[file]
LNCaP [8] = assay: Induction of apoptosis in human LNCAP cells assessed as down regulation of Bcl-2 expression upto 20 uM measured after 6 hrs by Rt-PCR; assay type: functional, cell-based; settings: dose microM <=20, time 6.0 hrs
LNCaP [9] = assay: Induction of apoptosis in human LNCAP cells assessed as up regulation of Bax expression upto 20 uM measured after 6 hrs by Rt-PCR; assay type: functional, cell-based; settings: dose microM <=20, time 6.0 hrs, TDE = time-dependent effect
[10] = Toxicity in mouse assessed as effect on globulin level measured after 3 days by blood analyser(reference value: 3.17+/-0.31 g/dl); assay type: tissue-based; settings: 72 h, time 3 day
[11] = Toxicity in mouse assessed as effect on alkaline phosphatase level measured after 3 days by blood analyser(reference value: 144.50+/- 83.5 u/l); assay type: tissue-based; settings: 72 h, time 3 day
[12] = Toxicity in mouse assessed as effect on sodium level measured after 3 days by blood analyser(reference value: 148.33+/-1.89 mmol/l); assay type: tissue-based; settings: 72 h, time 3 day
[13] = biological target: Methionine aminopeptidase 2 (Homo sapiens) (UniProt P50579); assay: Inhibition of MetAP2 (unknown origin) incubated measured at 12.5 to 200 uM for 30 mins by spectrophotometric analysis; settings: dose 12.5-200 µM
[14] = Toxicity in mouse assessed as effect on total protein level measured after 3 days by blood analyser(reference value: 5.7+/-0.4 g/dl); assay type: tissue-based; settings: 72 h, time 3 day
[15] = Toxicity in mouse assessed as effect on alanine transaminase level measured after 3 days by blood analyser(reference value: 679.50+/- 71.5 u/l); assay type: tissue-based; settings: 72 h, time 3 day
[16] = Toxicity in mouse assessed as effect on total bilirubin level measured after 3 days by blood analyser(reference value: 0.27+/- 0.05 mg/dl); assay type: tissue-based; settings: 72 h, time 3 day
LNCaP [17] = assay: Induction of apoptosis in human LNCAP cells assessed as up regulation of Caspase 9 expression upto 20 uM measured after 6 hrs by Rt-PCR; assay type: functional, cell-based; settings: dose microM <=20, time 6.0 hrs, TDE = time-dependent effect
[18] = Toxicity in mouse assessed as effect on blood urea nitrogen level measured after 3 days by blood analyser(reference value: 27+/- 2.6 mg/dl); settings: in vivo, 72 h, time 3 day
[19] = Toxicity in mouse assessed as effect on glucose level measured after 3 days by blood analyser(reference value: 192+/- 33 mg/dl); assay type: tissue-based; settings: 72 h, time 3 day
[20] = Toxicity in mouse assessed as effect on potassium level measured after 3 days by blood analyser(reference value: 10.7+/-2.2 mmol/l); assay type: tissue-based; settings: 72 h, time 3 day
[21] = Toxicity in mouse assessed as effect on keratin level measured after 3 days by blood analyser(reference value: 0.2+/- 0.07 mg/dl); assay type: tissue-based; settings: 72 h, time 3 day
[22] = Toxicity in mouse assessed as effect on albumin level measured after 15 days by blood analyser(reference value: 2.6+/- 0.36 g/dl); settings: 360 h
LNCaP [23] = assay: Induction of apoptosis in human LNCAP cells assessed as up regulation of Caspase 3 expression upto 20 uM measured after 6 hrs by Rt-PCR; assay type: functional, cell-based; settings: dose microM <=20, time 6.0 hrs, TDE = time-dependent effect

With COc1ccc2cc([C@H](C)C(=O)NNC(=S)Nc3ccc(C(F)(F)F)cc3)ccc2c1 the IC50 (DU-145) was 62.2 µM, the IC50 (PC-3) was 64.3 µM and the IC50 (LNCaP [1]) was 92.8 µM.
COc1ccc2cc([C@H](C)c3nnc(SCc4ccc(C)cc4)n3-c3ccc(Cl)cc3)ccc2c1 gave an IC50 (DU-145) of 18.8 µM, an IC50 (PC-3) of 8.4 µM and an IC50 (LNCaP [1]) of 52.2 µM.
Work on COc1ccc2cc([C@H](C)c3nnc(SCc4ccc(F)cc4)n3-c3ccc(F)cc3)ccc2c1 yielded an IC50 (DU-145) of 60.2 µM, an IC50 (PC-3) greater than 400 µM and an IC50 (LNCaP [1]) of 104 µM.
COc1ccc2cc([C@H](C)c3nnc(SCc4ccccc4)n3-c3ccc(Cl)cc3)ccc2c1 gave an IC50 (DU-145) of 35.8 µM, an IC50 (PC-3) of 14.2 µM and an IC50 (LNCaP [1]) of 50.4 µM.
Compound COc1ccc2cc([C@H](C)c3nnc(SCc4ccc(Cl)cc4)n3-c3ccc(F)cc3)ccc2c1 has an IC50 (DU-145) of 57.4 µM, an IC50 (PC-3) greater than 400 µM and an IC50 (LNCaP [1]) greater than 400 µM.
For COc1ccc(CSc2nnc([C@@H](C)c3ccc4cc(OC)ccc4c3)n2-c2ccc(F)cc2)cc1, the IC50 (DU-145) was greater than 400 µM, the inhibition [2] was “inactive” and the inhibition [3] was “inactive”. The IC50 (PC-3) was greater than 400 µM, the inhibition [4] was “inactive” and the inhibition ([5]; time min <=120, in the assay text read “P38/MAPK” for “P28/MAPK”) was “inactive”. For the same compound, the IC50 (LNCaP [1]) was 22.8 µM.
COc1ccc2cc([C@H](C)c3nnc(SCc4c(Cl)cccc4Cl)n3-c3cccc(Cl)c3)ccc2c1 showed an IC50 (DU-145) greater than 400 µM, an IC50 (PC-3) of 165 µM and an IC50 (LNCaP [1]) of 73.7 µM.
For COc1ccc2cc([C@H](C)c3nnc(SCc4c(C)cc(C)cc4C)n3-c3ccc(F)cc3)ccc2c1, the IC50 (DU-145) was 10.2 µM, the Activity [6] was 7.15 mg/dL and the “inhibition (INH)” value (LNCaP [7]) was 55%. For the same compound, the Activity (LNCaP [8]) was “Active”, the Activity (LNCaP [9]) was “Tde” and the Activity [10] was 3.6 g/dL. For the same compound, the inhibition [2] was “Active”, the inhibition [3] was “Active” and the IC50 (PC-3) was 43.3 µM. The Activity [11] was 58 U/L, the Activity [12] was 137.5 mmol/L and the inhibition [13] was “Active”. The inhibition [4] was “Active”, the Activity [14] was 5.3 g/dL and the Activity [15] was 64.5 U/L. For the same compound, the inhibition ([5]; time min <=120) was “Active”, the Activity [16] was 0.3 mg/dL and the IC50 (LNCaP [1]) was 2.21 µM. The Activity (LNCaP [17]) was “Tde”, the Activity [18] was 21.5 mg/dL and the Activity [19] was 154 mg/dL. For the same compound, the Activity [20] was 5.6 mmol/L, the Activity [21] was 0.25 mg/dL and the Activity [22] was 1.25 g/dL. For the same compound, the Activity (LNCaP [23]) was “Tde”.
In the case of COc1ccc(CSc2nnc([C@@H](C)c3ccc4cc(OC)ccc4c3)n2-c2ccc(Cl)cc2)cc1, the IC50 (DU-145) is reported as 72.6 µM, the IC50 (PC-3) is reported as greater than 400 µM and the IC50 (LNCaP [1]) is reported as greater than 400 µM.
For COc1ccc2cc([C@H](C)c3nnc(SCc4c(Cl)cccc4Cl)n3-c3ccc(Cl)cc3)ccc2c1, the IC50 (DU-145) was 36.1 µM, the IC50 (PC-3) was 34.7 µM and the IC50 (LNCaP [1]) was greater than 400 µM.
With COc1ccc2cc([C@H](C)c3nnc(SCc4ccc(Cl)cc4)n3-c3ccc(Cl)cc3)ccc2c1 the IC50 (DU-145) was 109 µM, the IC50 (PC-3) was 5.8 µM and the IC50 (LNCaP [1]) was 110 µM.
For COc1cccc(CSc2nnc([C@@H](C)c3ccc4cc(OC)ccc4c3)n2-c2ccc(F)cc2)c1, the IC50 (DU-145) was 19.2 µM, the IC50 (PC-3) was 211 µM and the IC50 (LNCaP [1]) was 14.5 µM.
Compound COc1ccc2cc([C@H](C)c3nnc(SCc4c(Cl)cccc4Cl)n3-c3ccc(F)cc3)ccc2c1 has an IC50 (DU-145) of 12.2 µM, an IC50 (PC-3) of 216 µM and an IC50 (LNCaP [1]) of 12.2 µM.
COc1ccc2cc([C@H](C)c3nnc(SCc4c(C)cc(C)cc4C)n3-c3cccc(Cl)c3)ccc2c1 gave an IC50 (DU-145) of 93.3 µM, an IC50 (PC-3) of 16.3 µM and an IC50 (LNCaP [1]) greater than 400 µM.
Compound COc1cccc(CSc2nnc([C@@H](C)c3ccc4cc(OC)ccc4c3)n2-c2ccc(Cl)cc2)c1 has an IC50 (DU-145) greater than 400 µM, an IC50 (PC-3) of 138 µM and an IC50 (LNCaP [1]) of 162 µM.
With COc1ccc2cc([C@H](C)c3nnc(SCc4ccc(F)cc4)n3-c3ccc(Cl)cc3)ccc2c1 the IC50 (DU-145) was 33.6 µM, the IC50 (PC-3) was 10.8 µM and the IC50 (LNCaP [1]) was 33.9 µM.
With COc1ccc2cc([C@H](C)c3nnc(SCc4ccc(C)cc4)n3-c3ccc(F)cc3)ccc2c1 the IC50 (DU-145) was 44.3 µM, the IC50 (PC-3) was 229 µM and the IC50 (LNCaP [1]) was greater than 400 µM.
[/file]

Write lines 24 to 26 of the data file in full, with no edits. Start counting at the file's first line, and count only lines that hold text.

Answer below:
For COc1ccc2cc([C@H](C)c3nnc(SCc4c(C)cc(C)cc4C)n3-c3ccc(F)cc3)ccc2c1, the IC50 (DU-145) was 10.2 µM, the Activity [6] was 7.15 mg/dL and the “inhibition (INH)” value (LNCaP [7]) was 55%. For the same compound, the Activity (LNCaP [8]) was “Active”, the Activity (LNCaP [9]) was “Tde” and the Activity [10] was 3.6 g/dL. For the same compound, the inhibition [2] was “Active”, the inhibition [3] was “Active” and the IC50 (PC-3) was 43.3 µM. The Activity [11] was 58 U/L, the Activity [12] was 137.5 mmol/L and the inhibition [13] was “Active”. The inhibition [4] was “Active”, the Activity [14] was 5.3 g/dL and the Activity [15] was 64.5 U/L. For the same compound, the inhibition ([5]; time min <=120) was “Active”, the Activity [16] was 0.3 mg/dL and the IC50 (LNCaP [1]) was 2.21 µM. The Activity (LNCaP [17]) was “Tde”, the Activity [18] was 21.5 mg/dL and the Activity [19] was 154 mg/dL. For the same compound, the Activity [20] was 5.6 mmol/L, the Activity [21] was 0.25 mg/dL and the Activity [22] was 1.25 g/dL. For the same compound, the Activity (LNCaP [23]) was “Tde”.
In the case of COc1ccc(CSc2nnc([C@@H](C)c3ccc4cc(OC)ccc4c3)n2-c2ccc(Cl)cc2)cc1, the IC50 (DU-145) is reported as 72.6 µM, the IC50 (PC-3) is reported as greater than 400 µM and the IC50 (LNCaP [1]) is reported as greater than 400 µM.
For COc1ccc2cc([C@H](C)c3nnc(SCc4c(Cl)cccc4Cl)n3-c3ccc(Cl)cc3)ccc2c1, the IC50 (DU-145) was 36.1 µM, the IC50 (PC-3) was 34.7 µM and the IC50 (LNCaP [1]) was greater than 400 µM.